Is it true that all people are beautiful? Or is that just a white lie we tell to make non-beautiful people feel better?

Just to be contrarian, let me perhaps disagree with what my colleagues have said. It seems likely that the term "beautiful" is what philosophers call "context-sensitive". That is, what it means varies from case to case. The simplest examples of such words are "I", "you", "here", and the like, but most of us have come to the conclusion in recent years that most expressions of natural language exhibit some degree of context-sensitivity. For example, quantifier words, like "all", seem to do so. The sentence "Everyone is on the bus" certainly need not mean that absolutely everyone is on the one and only bus in the universe. What it means clearly varies from case to case. The same seems to go with "beautiful", and in two respects. One is that "beautiful" is a scalar adjective, like "tall", in that it accepts modifiers like "very". And, like "tall", how beautiful something has to be to count as beautiful tout court will vary from case to case. That might make it possible truly to say "Everyone is...

Are there any interesting arguments for the existence of God from the existence of beauty? i.e., because there is beauty, we know there is God?

My understanding is that Kant argued in something like this fashion. Or, at least, that Kant thought that it was through the contemplation of beauty that we could experience the divine. I don't myself see that any sort of real argument will be forthcoming along these lines, but I do understand the sentiment. Certainly there is music that makes me particularly conscious of God: Plenty of Coltrane, for example. But for myself, I think my deepest sense of the divine emerges from contemplation of the men and women who have made great contributions towards the emergence of justice in the world. To me, that is, the best argument for the existence of God is the existence of people like Dr Martin Luther King, Jr. I don't expect that to be convincing to anyone else, though.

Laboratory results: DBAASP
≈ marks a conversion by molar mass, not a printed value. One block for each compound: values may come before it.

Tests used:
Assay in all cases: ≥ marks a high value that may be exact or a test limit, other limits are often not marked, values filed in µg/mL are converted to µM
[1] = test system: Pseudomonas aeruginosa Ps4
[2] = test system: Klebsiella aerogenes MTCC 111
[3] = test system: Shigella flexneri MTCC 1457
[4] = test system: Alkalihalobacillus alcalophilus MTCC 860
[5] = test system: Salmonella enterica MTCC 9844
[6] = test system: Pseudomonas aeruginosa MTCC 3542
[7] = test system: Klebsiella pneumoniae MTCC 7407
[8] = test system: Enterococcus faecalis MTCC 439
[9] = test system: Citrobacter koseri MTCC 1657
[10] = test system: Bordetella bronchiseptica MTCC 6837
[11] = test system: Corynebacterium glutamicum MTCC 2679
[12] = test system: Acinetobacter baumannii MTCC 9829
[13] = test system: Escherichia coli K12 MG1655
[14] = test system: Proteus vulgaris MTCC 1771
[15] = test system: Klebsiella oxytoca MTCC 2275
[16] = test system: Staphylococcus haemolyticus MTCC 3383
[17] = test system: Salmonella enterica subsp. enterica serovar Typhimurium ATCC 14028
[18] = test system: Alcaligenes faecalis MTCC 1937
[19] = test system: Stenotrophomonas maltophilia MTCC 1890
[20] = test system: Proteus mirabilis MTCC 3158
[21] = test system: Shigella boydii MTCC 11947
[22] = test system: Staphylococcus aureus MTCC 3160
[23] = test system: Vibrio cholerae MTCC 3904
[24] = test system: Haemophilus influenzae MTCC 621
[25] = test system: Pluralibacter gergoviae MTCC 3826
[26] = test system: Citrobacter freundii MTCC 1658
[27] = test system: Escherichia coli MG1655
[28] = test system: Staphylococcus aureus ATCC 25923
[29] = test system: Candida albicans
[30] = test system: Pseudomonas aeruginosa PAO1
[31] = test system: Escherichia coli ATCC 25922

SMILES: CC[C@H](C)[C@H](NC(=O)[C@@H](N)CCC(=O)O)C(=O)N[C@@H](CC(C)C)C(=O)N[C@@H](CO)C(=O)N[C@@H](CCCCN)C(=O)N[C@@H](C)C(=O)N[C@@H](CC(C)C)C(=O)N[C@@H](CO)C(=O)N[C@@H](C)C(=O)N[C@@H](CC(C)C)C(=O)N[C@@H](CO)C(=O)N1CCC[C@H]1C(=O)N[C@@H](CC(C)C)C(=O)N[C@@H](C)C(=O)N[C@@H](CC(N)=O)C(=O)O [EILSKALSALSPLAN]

If I hypothetically make something that is widely accepted as beautiful, then I reproduce it and put it everywhere so that everyone in the United States will see it at least once a day, but probably more than that, will it be considered less beautiful? If so, why do objects become less beautiful if they become more accessible? How much do wonder, curiosity, and imagination contribute as factors in defining something's aesthetical value? A friend of mine studying architecture said this: "In the context of architecture, the original modernist designs were considered stunning in their simplicity... but once they were reproduced over and over, and classical/victorian/old buildings were knocked down and destroyed, the situation reversed: those old buildings were considered beautiful again and the now over-abundant modernist buildings were now just noise in the background." How much of aesthetics is determined by the attribution of favorable nonaesthetic traits? If I look at a logo for a company whose...

I don't know that the beauty of a thing is diminished by its prevalence. Roses, blue jays, and the newfallen snow, for example, continue to strike me as stunningly beautiful no matter how often I am privileged to see them. Perhaps there is something different about human creations. Or perhaps, with art and architecture, we respond to something other than beauty, such as originality.

Why do some words like "gorge" sound ugly, and some words like "exquisite" sound pretty?

I have no idea. Perhaps a phonologist could answer this question. But let me ask a different one. Do you also find that it is the case that some "nonsense words" sound pretty and some sound ugly? Or is it also important what the word means?